On-demand water heaters only heat water when you need it, reducing costs by not sitting around heating water all night when you’re not using any. By not storing and constantly heating a large volume of water, on-demand water heaters can save a significant amount on your monthly energy bill. The only catch is that, if you have a busy home, you may need as many as three: one for the shower, one for the kitchen, and one for the rest of the house. Otherwise, you will not be able to support both a showering child and a dishwasher at the same time.
Use LED Light Bulbs
Traditional incandescent lights are horribly energy-inefficient — only 10% of the electricity they burn turns into light — and with them, your lighting bill can be as much as 15% of your energy bill. Compact Florescent Lights (CFLs) are much more energy-efficient, but they contain toxic mercury and must be specially disposed of — not to mention, they are dangerous in any house that has a young child. LED, or Light Emitting Diode, bulbs are even more energy-efficient and longer-lasting than CFLs and use no mercury. They may be a bit more expensive up front, but your savings over the years will easily make up the difference.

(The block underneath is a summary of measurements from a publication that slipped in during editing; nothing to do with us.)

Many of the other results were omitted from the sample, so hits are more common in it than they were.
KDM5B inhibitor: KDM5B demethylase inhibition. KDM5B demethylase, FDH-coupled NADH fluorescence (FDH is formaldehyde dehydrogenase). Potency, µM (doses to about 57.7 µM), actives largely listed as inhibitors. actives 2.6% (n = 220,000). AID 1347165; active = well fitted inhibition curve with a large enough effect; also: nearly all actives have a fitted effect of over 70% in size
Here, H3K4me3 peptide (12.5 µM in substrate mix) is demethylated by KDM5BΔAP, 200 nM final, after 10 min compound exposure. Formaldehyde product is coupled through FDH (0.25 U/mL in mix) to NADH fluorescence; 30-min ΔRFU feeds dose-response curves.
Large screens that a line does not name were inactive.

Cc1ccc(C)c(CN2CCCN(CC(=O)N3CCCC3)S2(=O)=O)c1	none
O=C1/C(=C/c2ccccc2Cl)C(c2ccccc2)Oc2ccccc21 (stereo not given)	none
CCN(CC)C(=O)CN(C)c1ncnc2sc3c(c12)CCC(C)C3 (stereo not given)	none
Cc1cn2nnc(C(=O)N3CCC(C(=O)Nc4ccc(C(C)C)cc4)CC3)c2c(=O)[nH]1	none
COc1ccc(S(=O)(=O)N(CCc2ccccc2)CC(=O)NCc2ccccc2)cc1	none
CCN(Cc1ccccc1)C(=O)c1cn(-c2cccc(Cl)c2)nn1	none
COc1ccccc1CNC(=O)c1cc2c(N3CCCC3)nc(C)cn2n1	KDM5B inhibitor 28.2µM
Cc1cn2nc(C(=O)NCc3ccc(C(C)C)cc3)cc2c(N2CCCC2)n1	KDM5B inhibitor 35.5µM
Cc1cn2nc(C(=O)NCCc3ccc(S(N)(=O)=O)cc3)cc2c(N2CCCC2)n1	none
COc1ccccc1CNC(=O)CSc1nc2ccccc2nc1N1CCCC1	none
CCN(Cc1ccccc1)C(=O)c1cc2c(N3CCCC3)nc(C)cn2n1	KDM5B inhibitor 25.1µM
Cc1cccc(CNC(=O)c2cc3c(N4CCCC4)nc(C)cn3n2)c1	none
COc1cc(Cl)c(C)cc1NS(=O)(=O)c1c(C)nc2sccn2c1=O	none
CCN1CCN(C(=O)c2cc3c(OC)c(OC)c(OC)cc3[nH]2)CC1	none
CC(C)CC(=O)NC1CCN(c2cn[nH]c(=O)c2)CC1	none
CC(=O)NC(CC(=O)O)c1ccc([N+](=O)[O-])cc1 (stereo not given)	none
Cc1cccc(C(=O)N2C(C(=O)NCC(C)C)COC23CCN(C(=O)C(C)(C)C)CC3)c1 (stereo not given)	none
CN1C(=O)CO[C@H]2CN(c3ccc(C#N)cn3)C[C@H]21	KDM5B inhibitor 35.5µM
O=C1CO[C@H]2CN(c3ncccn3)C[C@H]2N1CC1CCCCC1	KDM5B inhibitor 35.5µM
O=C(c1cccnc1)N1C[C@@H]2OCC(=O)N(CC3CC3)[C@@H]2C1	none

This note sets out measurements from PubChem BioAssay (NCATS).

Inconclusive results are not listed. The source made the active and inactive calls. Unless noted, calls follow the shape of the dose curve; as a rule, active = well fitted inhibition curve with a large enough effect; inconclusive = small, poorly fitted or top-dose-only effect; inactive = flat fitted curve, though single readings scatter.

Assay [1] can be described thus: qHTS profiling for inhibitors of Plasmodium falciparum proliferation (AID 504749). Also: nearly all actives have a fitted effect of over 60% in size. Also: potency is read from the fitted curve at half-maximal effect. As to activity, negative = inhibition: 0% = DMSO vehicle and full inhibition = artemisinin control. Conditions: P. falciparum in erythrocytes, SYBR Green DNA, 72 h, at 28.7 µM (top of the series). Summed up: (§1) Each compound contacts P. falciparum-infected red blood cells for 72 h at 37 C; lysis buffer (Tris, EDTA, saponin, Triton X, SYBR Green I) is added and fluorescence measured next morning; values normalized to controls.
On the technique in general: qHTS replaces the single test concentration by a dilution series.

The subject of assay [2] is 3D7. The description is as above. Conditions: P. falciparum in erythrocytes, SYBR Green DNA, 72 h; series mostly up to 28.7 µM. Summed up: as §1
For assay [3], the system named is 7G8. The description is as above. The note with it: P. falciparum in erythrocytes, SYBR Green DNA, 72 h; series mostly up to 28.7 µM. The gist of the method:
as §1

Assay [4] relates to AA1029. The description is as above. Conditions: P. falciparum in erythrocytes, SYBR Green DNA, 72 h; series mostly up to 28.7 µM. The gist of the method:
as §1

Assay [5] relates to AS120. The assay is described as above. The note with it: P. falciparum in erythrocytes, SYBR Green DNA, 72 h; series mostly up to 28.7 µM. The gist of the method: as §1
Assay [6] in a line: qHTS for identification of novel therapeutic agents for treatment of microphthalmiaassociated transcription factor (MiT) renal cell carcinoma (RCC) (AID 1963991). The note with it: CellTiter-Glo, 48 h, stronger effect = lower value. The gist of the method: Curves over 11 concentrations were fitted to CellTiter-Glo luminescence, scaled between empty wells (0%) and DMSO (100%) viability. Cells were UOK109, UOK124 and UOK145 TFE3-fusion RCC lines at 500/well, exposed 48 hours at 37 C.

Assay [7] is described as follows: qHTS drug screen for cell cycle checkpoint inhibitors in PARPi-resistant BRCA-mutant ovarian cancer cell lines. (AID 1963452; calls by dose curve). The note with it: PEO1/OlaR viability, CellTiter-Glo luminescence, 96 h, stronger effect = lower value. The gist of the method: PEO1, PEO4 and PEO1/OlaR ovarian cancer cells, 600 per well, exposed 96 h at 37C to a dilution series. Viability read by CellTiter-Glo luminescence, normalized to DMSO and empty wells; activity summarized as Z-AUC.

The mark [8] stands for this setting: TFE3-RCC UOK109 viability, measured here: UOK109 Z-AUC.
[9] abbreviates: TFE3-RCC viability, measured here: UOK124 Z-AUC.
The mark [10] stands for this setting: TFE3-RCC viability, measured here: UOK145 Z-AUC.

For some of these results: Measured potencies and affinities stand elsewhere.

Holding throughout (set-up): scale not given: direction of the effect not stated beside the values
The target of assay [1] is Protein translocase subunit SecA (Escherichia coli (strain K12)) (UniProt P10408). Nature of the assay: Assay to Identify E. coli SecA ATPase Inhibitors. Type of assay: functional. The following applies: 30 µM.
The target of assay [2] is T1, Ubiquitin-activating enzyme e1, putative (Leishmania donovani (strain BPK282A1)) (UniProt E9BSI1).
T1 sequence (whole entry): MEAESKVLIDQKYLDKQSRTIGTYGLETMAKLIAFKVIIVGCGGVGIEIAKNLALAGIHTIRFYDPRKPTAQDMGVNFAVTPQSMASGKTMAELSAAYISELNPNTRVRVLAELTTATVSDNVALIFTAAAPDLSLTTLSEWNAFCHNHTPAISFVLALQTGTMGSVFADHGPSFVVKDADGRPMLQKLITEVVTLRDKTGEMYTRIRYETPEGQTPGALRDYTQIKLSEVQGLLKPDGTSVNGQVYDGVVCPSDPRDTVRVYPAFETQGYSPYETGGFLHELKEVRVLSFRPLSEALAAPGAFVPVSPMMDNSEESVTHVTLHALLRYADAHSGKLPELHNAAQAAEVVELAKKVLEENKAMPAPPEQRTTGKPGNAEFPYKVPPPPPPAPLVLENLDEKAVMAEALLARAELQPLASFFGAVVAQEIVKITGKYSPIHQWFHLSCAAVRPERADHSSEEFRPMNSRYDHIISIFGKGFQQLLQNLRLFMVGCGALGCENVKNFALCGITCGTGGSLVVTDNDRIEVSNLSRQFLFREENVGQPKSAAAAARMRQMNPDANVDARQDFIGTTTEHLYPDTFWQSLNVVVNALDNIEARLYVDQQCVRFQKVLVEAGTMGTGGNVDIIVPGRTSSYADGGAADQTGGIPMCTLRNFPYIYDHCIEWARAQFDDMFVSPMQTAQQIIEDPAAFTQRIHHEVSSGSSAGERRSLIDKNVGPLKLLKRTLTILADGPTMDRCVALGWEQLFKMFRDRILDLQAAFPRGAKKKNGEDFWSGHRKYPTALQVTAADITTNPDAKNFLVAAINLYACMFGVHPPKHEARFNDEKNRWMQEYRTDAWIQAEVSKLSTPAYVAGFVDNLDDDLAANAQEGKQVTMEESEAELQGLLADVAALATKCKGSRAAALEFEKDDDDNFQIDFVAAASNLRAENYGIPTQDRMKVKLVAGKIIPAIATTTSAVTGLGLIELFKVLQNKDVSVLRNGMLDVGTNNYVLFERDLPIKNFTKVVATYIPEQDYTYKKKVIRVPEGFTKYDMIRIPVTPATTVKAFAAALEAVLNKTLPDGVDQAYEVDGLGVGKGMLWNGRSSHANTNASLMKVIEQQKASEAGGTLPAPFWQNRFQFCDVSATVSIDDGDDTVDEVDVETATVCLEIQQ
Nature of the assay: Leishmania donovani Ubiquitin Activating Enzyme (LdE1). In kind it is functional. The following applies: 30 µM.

Insulation is the single most important part of keeping any home energy-efficient. A ‘tight’ home — one that is well-insulated and well-sealed against the weather — will not only save you money on your utility bills, but it can improve indoor air quality as well. Pay special attention to the insulation around:
- Electrical outlets